Asad Umer, the then finance minister, had refused to provide the subsidy on the exports. The All Pakistan Sugar Mills’ Association had then approached the Punjab government, saying that they would be unable to buy sugarcane from farmers if the subsidy was not provided.

Succumbing to their pressure, Chief Minister Usman Buzdar had eventually approved a subsidy package worth Rs 3 billion.

Tareen’s JDW Sugar Mills and JK (Colony-II) Sugar Mill received a major share of the subsidy - Rs 561.1 million (22.7 percent). RYK Mills, Etihad Sugar Mills and Two Star Industries owned by Khusro Bakhtiar’s brother, Makhdum Omer Sheryar, got Rs 452.3 million (18 percent). Monis Elahi and Chaudhry Munir too benefited as shareholders in sugar mills.

Ever since the release of the report, opposition parties have been demanding the resignation of Prime Minister Imran Khan and Chief Minister Usman Buzdar.

Special Assistant to the PM on Information and Broadcasting Dr Firdous Ashiq Awan has said that the decision to make the report public spoke of the PM’s resolve to punish those responsible for the price hike regardless of their political affiliation. “The subsidy to sugar mill owners was provided by the provincial governments of the Punjab and Sindh, not by the federal government,” she said.

“In 2017, the then prime minister Shahid Khaqan Abbasi had granted Rs 20 billion in subsidy to the sugar mills when Salman Shahbaz, son of then chief minister Shahbaz Sharif, met the PM with a delegation of the Sugar Mills’ Association and asked for the subsidy,” she said.“The Sindh government had also given subsidy to Omni Group’s sugar mills from 2014 to 2018 at the rate of Rs 20 per kg - a total of Rs 9 billion,” she said.

Special Assistant to Prime Minister on Accountability Shehzad Akbar said that FIA DG Wajid Zia and other members of the inquiry team had received threats from the sugar cartel. He also expressed his dissatisfaction with the performance of the Competition Commission of Pakistan which is mandated with checking cartelisation.

Pakistan Sugar Mills Association Chairman Aslam Farooq said that sugar prices had fallen from Rs 63 to Rs 55per kg in 2017 due to a bumper sugarcane crop that year.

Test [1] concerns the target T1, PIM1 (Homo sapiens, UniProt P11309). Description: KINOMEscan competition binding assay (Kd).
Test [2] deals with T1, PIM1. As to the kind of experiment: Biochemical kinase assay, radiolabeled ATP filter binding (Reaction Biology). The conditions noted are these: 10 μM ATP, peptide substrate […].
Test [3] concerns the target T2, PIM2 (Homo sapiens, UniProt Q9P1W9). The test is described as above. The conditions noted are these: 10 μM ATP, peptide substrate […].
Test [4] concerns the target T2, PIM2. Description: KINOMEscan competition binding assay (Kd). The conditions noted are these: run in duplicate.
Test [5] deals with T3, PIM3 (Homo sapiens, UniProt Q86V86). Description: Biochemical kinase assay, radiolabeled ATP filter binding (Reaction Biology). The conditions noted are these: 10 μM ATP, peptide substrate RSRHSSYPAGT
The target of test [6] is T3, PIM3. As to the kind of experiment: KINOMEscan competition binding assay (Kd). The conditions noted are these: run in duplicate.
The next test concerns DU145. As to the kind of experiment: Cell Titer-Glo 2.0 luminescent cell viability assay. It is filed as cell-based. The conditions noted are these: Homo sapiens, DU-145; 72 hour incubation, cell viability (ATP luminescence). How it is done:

“The provincial authorities estimated the per kg production cost to be Rs 63 last year. In 2018, the government had allowed the export of sugar because it desperately needed dollars to maintain the depleting foreign exchange reserves of the country. That was why it provided the subsidy,” he said.

The inquiry report on wheat crisis says that poor coordination between the federal government and the provinces had caused the flour crisis. The two-month delay in procurement of wheat by the governments of the Punjab and Sindh had resulted in the shortage of flour in the country. Khyber Pakhtunkhwa and Balochistan had also not informed the Punjab about their wheat requirements on time, the report said.

Political analysts believe that any action against Jahangir Tareen may ultimately damage the PTI as he has been instrumental in strengthening the party in the Punjab.

In the 2018 general elections, a majority of PTI members were issued tickets on Tareen’s recommendation. His departure can cause strong resentment among traditional politicians who joined the party on his assurances, the analysts say. Only time will tell whether the political gamble pays off for the ruling party or not.

The writer is a freelance journalist. He is based in Islamabad and can be reached at  hamzafarooq71@gmail.com

PM Imran's decision to make public FIA inquiry report may have consequences for PTI